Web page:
On Voice (…and bearing voice in translation)

Peter Elbow on Voice

Thanks Jeanne for a thorough presentation of  Elbow’s theoretical writing on voice:  “Voice in Writing Again: Embracing Contraries”.  Jeanne spoke eloquently about the concept of “voice” with a clear lens into the key points of Elbow’s article.  We thought together about what makes up a “voice” as writers develop.  “Voice” is framed by Elbow as a rhetorical tool – a writing skill that needs to be considered (applied or withheld) depending on writing context.  Is the goal of teaching writing to develop the self by honing voice?  Or is voice a misleading metaphor?  Perhaps we do not really write, …for we are ultimately written by culture?  When facing these tensions around the concept of voice in writing, Elbow pointed out the problem of either/or thinking which often leads to a “compromise” mandate. (And compromise often becomes problematic way of understanding the complexity of perspective.  The result is often a watered-down middle-of-the-road take away).  Elbow thoughtfully favors both/and thinking.  Thinking that might instead include two opposing perspectives in relief, standing side by side for us to apprehend in stark contrast, in order for us to gather a more depthful understanding of why there might be such distinct/disparate perspectives.  (What a timely reflection to have at this point, no?)

….So what does a deeper dive into modes of thinking have to do with the construction of voice in writing?  The voice-as-self verses the voice-as-role debate illuminates that “voice” is indeed the perfect lens or metaphor for language as both material and historical.  As Jeanne pointed out the fact that Elbow always defines voice from an auditory/aural perspective.  And some of you followed up by sharing insight regarding the embodiment of language.  We know things in our body.  How do we give that kind of knowledge voice….in writing? …and in our lives?  What other ways can we claim “voice” (….other than through the polished act of writing text)?  It is important to take note that we can establish voice with our other senses.  Thank you Jeanne for sharing with us Molly Bartholemew’s work in order for us to think this idea through some more:

To Equity Unbound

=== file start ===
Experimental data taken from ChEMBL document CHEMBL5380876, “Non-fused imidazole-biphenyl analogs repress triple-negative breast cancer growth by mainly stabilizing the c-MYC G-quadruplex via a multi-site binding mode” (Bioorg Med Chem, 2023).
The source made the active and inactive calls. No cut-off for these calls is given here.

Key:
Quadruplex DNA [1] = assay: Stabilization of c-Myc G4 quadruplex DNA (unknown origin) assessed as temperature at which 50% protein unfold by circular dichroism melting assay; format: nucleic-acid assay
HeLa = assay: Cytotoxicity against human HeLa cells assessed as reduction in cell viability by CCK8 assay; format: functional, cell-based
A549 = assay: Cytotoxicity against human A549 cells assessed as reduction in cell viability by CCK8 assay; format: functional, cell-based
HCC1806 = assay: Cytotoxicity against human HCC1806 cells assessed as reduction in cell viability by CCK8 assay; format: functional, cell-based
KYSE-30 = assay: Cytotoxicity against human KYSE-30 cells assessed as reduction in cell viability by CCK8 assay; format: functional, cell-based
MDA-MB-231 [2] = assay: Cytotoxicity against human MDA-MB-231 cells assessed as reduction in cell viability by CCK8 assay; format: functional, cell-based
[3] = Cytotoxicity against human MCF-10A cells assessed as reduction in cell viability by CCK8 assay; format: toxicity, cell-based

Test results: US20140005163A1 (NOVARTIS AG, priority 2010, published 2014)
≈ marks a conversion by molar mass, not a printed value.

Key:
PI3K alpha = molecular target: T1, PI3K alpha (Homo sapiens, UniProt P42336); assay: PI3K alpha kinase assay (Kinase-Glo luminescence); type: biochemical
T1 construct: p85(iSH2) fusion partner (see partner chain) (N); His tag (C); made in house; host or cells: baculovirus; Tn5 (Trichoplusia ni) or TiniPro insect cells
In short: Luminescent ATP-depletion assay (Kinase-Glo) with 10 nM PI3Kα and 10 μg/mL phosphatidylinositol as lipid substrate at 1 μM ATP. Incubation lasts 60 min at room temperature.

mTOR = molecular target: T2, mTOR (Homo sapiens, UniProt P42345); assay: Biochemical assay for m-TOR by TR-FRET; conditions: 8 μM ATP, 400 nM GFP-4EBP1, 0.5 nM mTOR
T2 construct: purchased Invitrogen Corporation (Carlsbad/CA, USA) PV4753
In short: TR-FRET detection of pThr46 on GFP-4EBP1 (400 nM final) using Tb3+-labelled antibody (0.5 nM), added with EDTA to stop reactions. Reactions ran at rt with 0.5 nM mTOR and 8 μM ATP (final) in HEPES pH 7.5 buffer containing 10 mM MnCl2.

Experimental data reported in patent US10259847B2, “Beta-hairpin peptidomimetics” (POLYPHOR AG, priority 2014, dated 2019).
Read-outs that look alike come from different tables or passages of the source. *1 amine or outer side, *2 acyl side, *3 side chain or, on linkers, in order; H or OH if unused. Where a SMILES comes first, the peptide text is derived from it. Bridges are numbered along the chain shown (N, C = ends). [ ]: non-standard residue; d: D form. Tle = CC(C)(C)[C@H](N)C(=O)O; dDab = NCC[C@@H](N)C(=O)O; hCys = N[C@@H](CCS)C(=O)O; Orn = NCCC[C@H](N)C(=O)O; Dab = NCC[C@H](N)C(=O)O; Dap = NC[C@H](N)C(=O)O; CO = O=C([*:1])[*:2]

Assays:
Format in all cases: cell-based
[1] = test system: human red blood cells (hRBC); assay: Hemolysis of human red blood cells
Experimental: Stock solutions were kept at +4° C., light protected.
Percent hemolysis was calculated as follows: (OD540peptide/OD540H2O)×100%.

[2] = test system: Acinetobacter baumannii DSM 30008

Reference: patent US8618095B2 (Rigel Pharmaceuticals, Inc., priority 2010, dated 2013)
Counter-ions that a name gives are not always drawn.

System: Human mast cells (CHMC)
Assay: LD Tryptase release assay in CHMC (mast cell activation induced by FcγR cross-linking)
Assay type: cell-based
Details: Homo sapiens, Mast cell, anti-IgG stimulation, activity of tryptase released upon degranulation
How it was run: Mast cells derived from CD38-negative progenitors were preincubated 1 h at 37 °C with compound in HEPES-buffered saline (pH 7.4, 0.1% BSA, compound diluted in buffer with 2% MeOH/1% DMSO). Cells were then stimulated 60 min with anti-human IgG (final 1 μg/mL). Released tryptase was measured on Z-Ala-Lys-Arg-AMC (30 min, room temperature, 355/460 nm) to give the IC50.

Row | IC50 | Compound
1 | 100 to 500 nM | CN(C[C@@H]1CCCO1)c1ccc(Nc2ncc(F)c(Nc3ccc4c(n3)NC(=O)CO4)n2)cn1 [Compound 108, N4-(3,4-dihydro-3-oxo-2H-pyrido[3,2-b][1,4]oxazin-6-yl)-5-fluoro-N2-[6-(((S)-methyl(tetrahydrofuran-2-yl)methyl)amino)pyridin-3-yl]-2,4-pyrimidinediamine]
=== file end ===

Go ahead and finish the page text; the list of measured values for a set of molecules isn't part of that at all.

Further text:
From this rich theoretical conversation, we moved on to the #unboundeq public annotation of Lina Mounzer’s  profound article entitled “War in Translation”.  Thank you all for adding to the growing responses and conversation (link below).

What a powerful group read on the heals of our discussion of the embodied voice!  Lina Mounzer’s writing drove home the millions of ways that bearing witness and giving voice (in the act of translation) is a dangerous-but-powerful, burdensome-but-critical act.  I cherish the ways we are weaving together so much beautiful “food for thought” in our small classroom learning community, as well as the global one beyond our classroom’s walls.  As our class continues its journey through Writing Theory & Practice, we are contributing to #unboundeq by illuminating the essential role that writing and storytelling plays in bridging human understanding:

What is up for next week?

  • Please read Teaching Writing in the Multilingual World by Paul Kei Matsuda.  Vee will present on Paul Key Matsuda’s article and the politics of teaching writing in a multilingual world.
  • Write your third blog post, reflecting on both Matsuda’s article as well as any thoughts about the “War in Translation” #unboundeq group annotation. Don’t forget you can tweet it to the #unboundeq hashtag!
  • We will continue with our #unboundeq activities (on the theme of Equity).  For our second half of class, I will choose an activity or two focused on the issue of Equity from the  Equity Unbound suggested activities.

See you next week for more rich conversation and reflection!

Dr. Zamora

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